Retail Rents Stable throughout Europe as Occupiers Compete for Prime Space in Major Cities
In spite of a challenging economic environment and subdued retail sales, rents across Europe remain stable as retailers compete for limited space in the most sought after areas of major cities, according to the latest research from CBRE.
Despite this, consumer sentiment in Europe continued to weaken in the final quarter of 2011 (Q4 2011) and is now well below the long-term average level. Concerns about the ongoing eurozone crisis, with the potential for further job losses and reductions in disposable income has had a major impact on consumer confidence throughout Europe, but mostly in the eurozone countries.
The overall growth in CBRE’s European Prime High Street Rent Index was just 0.5% in Q4 2011, in spite of strong performances from Berlin, Manchester and most notably Lille. Over the full year, rents have risen 3.4% across Europe, indicating a slowdown in rental growth in the second half of the year. Prime rents are stable in most locations, with only a few high street locations experiencing significant growth.
Occupier demand is still heavily focused on the prime areas of major cities, although retailers are increasingly competing for suitable space. However, tenants have continued to push for more favourable lease terms and negotiate incentives including significant fit-out contributions, which in some cases are increasing the time it takes to complete lease agreements.
Consumer confidence across Europe had been hovering around the long-term average for the first half of 2011, but subsequently fell with the trajectory continuing to move downwards. Sentiment levels in the Netherlands and Denmark weakened significantly over the last quarter, but fell most dramatically in Italy in the second half of the year. Retailer confidence has followed a similar pattern throughout Europe; however, in the UK, retailers’ confidence fell in early 2011, but improved towards the end of the year.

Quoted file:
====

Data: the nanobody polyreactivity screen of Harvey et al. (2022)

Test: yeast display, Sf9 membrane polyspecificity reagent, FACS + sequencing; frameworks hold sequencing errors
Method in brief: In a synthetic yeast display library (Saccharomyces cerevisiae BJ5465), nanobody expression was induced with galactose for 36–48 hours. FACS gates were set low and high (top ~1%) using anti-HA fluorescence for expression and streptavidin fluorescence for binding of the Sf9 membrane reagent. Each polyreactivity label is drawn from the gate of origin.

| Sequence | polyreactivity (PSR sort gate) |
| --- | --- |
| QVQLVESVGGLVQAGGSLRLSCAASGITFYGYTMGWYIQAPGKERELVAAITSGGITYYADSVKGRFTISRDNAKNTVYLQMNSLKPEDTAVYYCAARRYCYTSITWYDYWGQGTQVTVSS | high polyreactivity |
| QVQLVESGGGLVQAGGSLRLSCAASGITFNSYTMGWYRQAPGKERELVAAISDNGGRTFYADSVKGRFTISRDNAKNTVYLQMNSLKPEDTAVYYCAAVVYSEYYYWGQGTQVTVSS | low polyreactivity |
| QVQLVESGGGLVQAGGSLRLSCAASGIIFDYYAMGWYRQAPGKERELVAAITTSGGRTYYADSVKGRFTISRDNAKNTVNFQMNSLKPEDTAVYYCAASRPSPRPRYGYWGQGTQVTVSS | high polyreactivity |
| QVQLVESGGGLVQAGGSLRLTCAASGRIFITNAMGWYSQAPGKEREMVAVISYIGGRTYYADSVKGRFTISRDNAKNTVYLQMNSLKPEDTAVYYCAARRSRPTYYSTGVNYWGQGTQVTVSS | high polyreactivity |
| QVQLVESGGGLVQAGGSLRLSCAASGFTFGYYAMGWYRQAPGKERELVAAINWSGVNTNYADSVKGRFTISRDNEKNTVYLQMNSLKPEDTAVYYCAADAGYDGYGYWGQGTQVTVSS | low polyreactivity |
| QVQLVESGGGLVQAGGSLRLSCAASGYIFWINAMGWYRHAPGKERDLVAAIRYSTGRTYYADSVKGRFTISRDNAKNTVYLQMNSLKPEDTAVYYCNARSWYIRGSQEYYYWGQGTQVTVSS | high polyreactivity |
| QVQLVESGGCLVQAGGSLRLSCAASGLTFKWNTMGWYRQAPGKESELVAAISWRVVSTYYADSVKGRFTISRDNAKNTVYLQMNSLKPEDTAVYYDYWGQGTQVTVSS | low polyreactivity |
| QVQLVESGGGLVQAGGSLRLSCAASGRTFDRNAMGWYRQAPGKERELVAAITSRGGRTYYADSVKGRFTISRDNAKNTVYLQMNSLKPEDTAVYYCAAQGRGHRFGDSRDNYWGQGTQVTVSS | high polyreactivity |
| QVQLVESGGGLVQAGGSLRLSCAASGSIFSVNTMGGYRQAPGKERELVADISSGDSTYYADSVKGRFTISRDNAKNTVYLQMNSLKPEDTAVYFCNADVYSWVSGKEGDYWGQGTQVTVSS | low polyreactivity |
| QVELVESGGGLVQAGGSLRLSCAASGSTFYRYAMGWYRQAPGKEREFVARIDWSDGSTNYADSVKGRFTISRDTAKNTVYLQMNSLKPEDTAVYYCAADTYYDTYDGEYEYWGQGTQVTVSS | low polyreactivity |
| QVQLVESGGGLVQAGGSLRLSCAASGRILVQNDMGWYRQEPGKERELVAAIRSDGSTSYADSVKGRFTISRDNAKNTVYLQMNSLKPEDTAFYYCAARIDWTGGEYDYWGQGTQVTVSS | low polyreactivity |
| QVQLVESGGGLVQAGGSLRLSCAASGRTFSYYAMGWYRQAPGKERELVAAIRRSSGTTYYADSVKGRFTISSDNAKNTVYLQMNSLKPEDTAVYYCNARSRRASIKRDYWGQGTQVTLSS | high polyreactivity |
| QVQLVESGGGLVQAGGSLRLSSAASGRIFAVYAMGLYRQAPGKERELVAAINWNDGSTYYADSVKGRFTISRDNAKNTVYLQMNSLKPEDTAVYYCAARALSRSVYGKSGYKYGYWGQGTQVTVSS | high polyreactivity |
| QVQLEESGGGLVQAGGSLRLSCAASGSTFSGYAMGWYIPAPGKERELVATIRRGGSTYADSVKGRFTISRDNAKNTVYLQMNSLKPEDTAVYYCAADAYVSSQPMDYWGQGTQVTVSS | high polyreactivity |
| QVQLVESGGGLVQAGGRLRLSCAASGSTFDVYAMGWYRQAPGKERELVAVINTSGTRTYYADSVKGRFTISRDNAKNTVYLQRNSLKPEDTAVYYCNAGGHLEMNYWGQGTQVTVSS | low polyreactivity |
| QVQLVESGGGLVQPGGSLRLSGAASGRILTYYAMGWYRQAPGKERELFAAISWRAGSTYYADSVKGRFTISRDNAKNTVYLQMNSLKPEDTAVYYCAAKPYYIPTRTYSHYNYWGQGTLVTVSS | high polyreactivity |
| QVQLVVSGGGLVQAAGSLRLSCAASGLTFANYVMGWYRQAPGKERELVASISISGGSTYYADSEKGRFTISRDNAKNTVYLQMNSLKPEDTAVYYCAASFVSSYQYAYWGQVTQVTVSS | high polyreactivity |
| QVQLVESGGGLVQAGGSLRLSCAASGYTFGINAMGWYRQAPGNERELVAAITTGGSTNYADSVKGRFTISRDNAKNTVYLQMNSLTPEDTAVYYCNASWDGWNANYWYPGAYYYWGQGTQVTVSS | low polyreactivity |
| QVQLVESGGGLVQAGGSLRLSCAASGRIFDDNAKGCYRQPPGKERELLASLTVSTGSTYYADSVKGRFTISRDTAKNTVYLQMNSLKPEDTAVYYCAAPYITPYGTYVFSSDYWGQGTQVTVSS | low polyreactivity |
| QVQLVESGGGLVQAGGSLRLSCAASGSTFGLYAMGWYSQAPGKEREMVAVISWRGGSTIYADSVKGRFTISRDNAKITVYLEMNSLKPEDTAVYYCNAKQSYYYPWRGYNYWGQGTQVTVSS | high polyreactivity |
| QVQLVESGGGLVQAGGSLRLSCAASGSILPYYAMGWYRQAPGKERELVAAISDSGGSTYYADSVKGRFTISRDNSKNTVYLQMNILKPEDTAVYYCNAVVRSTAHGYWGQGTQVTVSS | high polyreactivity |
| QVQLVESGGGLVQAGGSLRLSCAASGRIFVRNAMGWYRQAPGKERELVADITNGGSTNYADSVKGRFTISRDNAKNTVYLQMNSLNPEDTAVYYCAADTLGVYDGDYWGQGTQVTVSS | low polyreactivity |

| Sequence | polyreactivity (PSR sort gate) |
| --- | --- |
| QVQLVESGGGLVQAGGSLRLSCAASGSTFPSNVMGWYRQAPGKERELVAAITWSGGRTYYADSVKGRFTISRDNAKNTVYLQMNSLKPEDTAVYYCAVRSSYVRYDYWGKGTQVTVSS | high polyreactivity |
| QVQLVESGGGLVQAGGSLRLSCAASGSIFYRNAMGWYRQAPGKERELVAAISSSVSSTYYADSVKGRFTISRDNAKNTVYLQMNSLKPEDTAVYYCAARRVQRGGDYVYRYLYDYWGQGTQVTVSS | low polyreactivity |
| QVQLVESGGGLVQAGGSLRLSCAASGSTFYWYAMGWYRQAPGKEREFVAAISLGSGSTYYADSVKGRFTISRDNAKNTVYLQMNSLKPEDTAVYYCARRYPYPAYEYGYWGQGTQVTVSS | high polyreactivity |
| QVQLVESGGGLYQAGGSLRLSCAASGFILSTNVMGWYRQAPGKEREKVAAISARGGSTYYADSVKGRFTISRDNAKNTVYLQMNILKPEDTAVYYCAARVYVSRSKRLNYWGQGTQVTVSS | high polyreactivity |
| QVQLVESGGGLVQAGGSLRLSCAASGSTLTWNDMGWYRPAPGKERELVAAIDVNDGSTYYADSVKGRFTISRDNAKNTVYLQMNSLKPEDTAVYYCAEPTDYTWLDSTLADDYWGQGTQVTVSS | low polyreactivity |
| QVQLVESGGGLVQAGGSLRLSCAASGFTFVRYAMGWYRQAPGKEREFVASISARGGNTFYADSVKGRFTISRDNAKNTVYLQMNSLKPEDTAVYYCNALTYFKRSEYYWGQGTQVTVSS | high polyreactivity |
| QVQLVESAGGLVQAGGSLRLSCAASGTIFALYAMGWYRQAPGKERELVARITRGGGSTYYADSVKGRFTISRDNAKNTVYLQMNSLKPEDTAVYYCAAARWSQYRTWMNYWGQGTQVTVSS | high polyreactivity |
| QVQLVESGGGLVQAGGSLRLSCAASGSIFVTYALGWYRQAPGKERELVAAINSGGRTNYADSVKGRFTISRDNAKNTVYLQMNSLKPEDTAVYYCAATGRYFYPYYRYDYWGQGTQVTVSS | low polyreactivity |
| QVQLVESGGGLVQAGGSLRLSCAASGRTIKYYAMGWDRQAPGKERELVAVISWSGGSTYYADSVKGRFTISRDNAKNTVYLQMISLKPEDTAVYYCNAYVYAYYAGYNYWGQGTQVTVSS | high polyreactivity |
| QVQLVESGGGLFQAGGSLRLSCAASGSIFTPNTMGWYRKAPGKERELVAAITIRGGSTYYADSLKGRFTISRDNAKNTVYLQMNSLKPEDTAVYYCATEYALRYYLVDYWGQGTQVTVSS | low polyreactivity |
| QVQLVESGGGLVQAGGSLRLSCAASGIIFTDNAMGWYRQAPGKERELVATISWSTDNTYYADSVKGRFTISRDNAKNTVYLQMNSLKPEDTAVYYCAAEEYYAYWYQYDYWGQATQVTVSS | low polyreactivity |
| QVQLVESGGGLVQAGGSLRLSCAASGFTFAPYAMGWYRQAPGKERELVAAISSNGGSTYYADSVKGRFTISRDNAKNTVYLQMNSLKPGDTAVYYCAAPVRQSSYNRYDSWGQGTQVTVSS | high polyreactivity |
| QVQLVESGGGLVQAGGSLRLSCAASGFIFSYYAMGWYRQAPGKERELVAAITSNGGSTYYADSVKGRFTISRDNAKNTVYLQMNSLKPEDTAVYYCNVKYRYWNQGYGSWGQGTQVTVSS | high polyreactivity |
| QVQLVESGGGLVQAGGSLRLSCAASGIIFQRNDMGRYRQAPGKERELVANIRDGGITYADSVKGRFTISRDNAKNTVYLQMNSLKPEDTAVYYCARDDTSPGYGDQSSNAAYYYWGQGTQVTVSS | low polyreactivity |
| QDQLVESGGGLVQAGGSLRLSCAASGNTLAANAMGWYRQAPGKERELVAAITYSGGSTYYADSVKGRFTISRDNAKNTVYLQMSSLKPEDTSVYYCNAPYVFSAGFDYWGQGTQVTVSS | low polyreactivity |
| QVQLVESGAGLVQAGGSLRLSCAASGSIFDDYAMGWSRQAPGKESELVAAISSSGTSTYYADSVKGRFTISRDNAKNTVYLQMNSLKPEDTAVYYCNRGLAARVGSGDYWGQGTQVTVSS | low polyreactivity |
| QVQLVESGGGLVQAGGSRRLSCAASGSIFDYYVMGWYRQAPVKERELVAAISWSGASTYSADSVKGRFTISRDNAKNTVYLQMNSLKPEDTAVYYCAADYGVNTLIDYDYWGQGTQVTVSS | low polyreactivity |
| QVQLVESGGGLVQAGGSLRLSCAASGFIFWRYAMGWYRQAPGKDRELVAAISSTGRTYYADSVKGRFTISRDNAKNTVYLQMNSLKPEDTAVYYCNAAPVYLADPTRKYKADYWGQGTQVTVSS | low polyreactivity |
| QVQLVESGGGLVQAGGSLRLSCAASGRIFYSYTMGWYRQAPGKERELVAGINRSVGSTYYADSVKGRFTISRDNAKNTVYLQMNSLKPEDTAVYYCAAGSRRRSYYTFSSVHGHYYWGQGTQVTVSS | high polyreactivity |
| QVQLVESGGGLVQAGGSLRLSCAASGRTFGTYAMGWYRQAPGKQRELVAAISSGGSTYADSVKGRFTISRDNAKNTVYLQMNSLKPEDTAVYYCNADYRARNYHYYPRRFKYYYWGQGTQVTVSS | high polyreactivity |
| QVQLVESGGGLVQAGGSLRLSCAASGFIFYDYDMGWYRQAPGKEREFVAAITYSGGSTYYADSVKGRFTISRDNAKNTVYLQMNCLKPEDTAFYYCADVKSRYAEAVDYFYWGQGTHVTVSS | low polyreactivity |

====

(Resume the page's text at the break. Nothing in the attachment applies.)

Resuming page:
Given weakening consumer sentiment, it was not surprising that retail sales growth stalled over the important Christmas period. Across Europe (EU27), retail sales were flat in December, growing by 0.1% compared with the same period in 2010. In the eurozone area, retail sales actually fell by 1.6% reflecting the added pressure on consumers in these markets, particularly in Southern Europe. In contrast, sales grew strongly in Poland and Russia.
Neville Moss, Head of EMEA Retail Research, CBRE, commented: “Although retail rental levels have been largely stable, the competition over space in prime locations indicates that retailers are particularly confident about the long-term prospects of European city centre locations. Although trading conditions remain challenging as consumers reign back on their spending, many retailers continue to expand their store networks and some grew aggressively in 2011, including the Inditex brands (including Zara, Pull & Bear, Massimo Dutti, Bershka, Stradivarius, Oysho, Zara) and H&M. At the same time, a number of new American brands including Forever 21, Abercrombie and Fitch and Banana Republic made further in-roads into Europe.”
Gábor Borbély, Head of Research & Consulting at CBRE Hungary added: „Certain shopping centers in Budapest compete with the rents of Váci street, but in most malls rents are far behind this level. On average, rents remained stable in 2011 – although a couple of shopping centers in the Capital saw rents rising, in regional markets reduction was still characteristic. After four years the decrease of retail sales stopped last year, which may be an encouraging sign for both owners and tenants.”